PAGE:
Gemini surfactants

Journal of Surfactants and Detergents (Impact Factor: 1.52). 09/1998; 1(4):547-554. DOI: 10.1007/s11743-998-0057-8

ABSTRACT The literature, including patents, describing the emerging area of gemini surfactants is reviewed. The differences in structure/property
relationships between gemini and comparable conventional surfactants are described and discussed in terms of their predicted
performance properties. Supportive performance data are enumerated.

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    ABSTRACT: Gemini surfactants are constructed by two hydrophobic chains and two polar/ionic head groups covalently connected by a spacer group at the level of the head groups. Gemini surfactants possess unique structural variations and display special aggregate transitions. Their aggregation ability and aggregate structures can be more effectively adjusted through changing their molecular structures compared with the corresponding monomeric surfactants. Moreover, gemini surfactants exhibit special and useful properties while interacting with polymers and biomacromolecules. Their strong self-aggregation ability can be applied to effectively influence the aggregation behavior of both polymers and biomacromolecules. This short review is focused on the performances of gemini surfactants in aqueous solutions investigated in the last few years, and summarizes the effects of molecular structures on aggregation behavior of gemini surfactants in aqueous solution as well as the interaction of gemini surfactants with polymers and biomacromolecules respectively.
    Physical Chemistry Chemical Physics 02/2011; 13(6):1939-56. · 3.83 Impact Factor
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    ABSTRACT: Mesoporous TiO2 nanocrystals have been synthetized by a classical sol-gel route integrated by an hydrothermal growth step using monomeric (dodecylpyridinium chloride, DPC) or dimeric gemini-like (GS3) surfactants as template directing agents. Adsorption isotherms at the solid/liquid interface of the two surfactants have been obtained on aqueous dispersion of titania; the nature of the oxide/adsorbate interactions and the molecules orientation/coarea are discussed. The effects produced by the presence of the two surfactants on the different morphological (surface area, porosity, and shape) and structural (phase composition and aggregate size) features of the final TiO2 samples, calcined at 600∘C, are discussed.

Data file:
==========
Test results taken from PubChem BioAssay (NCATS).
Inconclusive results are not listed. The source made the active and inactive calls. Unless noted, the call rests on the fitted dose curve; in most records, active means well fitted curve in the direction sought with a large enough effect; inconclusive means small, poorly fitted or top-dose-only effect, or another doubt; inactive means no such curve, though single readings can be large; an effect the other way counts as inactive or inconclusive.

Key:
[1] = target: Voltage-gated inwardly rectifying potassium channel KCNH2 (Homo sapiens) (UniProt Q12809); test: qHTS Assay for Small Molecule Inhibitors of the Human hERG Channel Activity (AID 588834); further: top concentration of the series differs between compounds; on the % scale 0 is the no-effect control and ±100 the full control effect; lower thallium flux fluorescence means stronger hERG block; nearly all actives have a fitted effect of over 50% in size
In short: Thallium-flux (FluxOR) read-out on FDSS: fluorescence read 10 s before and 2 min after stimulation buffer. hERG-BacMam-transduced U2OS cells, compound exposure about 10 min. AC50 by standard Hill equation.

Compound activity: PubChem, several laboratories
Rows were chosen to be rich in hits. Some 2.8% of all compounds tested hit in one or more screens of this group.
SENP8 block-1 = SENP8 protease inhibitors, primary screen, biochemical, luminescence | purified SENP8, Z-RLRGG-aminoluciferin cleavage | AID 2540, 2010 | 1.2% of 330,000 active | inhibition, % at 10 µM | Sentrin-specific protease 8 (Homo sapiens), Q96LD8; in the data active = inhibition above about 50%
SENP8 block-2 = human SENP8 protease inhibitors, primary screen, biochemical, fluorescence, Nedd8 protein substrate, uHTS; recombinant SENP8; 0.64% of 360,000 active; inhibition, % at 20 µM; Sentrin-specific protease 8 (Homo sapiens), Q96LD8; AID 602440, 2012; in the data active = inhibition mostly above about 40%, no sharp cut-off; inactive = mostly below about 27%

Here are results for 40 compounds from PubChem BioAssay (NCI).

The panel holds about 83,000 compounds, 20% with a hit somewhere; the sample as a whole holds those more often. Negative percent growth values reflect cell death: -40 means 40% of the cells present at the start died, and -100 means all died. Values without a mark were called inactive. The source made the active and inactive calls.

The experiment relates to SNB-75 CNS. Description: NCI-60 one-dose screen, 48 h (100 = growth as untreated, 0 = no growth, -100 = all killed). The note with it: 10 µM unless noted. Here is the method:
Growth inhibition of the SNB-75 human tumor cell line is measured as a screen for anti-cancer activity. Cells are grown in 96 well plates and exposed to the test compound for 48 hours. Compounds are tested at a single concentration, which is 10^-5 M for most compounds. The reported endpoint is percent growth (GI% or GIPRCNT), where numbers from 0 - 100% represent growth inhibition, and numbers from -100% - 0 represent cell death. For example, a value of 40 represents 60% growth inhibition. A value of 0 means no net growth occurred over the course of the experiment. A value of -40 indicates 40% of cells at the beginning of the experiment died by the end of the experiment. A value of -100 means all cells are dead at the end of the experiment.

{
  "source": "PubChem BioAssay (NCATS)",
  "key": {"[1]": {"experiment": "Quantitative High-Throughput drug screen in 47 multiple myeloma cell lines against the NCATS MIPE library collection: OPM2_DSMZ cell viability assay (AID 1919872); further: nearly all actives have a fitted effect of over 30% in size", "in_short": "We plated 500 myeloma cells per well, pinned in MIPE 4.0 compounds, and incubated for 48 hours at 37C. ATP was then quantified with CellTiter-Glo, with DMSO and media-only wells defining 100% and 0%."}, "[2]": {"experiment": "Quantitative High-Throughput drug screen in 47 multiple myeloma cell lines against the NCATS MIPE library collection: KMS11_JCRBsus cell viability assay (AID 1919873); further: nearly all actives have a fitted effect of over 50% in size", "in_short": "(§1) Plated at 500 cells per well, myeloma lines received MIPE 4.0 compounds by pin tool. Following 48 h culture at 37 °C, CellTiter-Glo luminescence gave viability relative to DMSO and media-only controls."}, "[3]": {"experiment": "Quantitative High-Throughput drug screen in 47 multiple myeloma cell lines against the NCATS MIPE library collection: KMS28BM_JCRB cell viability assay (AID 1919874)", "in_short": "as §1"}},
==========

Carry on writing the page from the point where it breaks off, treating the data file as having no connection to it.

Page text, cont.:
Journal of Nanomaterials 01/2011; · 1.55 Impact Factor
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    ABSTRACT: Time-resolved fluorescence was applied to characterize the behavior in solution of a gemini surfactant substituted with pyrene (Py-3-12). Upon association in water, excimer formation by Py-3-12 can be probed by acquiring pyrene monomer and excimer fluorescence decays which can be fitted globally according to the model free (MF) analysis to yield quantitative information about the internal dynamics of the Py-3-12 surfactant micelles as well as a complete description of the distribution of the different pyrene species in solution either incorporated inside the micelles or free in solution. A proof of procedure for the MF analysis was established by noting that the concentrations of free surfactant in solution, [Py-3-12](free), was found to equal the critical micelle concentration (CMC) for surfactant concentrations larger than the CMC. (I(E)/I(M))(SPC), the ratio of pyrene monomer to excimer fluorescence intensities, was calculated from parameters retrieved from the MF analysis of the fluorescence decays and was found to be independent of sample geometry. This work demonstrates how time-resolved fluorescence can be used to study the properties of pyrene-labeled macromolecules under conditions where large absorptions and inner filter effects usually distort the steady-state fluorescence signals. It was found that the pyrene excimer is formed mostly by diffusion within the Py-3-12 micelles, which suggests that the pyrene microenvironment is fluid, an important feature for future studies on the interactions of Py-3-12 with DNA.
    Langmuir 02/2011; 27(7):3361-71. · 4.38 Impact Factor


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